Moscow relies on PTV real-time technology

Thinking Highways
By Thinking Highways February 26, 2015 11:53

Moscow relies on PTV real-time technology

Alexander Polyakov (left) and Alexander Gerasimov of the Moscow City Government (Centre of Traffic Management) present the state-of-the-art traffic management system, PTV Optima

During their last joint visit to the Moscow traffic management centre, the current mayor, Sergey Semyonovich Sobyanin, and Maxim Liksutov, Deputy Mayor and Head of the Department for Transport and Road Infrastructure Development, said that Moscow’s newly implemented Intelligent Traffic System (ITS) stands out as one of the best in the world. At the heart of Moscow’s ITS system is PTV Optima. This model-based solution of the PTV Group provides accurate traffic information in real-time and enables dynamic forecasting for a timescale of 60 minutes.

With around 11.55 million inhabitants in central Moscow and 19 million when including the surrounding satellite suburbs, Moscow is one of the biggest cities in the world – and it has its fair share of traffic challenges too. Particularly during rush hour, the international metropolis has to contend with heavy congestion on its arterial and ring roads. To counter this, the city chose traffic management system PTV Optima.

“PTV Optima is the key to successful traffic management,” said Miller Crockart, Vice President Global Sales & Marketing Traffic Software, PTV Group. “To produce a coherent and detailed picture of traffic, PTV Optima collects, compares, validates and combines data from multiple sources.” Through a combination of real-time data, analytics and validated transport modelling, PTV Optima provides transport authorities with real-time traffic information for the entire road network. During the implementation in Moscow, emphasis was placed on the connection to the city’s signal control systems in particular. This will help traffic managers in future to react flexibly to traffic conditions through adaptive changes.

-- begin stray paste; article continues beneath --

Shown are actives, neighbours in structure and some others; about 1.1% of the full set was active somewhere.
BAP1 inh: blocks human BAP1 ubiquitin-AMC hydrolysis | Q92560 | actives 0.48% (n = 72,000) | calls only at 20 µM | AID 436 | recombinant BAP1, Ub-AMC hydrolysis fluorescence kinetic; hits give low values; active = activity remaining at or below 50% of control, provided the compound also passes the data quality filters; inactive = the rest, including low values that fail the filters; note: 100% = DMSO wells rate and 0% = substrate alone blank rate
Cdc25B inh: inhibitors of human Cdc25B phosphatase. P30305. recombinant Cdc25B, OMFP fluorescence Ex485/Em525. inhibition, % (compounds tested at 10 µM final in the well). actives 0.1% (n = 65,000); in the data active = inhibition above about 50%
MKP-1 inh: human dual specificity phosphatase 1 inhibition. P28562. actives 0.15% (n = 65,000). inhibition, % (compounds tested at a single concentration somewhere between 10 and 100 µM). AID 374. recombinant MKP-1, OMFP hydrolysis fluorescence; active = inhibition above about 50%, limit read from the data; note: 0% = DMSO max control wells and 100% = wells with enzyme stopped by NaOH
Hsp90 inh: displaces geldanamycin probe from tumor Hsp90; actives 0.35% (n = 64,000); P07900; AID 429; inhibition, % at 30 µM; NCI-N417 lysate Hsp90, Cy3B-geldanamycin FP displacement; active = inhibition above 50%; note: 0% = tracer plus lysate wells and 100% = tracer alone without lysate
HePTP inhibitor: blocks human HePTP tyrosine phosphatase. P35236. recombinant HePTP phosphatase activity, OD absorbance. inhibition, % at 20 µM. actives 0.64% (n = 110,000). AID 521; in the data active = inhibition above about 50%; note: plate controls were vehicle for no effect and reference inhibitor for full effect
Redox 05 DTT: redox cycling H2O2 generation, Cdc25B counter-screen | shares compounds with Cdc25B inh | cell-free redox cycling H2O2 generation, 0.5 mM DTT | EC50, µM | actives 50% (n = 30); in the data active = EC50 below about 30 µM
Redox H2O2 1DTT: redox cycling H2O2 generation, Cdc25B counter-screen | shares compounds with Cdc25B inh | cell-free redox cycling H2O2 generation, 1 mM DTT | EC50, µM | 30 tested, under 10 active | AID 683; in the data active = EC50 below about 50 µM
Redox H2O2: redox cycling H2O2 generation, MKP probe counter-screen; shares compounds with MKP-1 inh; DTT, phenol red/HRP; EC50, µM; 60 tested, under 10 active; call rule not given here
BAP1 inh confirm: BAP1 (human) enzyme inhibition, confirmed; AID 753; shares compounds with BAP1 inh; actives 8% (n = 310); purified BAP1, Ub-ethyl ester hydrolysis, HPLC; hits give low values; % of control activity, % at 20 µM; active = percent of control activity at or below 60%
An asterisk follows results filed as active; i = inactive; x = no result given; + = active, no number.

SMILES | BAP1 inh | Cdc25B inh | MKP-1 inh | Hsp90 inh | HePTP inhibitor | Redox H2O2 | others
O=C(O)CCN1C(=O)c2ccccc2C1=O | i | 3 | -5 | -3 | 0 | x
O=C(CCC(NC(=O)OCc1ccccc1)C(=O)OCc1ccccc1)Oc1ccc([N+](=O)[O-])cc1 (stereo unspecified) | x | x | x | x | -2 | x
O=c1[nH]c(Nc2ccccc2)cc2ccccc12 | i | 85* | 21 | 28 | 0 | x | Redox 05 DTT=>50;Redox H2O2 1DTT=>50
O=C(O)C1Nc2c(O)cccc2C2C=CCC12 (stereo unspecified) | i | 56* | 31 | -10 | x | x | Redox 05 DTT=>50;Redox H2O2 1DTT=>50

PTV Optima also produces reliable traffic forecasts for the next 60 minutes. Thanks to the model-based approach, there are also forecasts for minor roads where there is no initial data. “Our model-based approach is unmatched in its field,” explained Miller Crockart. In contrast to a purely statistical approach, which compares time profiles observed with historical samples, the model-based simulation approach relies on a physical interpretation of the traffic network and conditions. In this way, even the effects of unexpected and unprecedented events, such as accidents or road works, can be forecasted and the effects of alternative traffic management measures can be simulated in real-time. This provides ideal support to transport authorities, helping them to select and implement the best strategy from various options.

In addition to real-time traffic monitoring and its visualisation on the map, the dynamic transport model of Moscow has a number of additional modules. These include, for example, residency requirements and taxi occupancy rate, with the possibility of sending or creating “heat maps” in order to locate accident black spots on the transport network and eliminate their causes. “The use of these additional functions make the Moscow ITS system unique and raises the bar in megacity traffic management”, says Miller Crockart.

Thinking Highways
By Thinking Highways February 26, 2015 11:53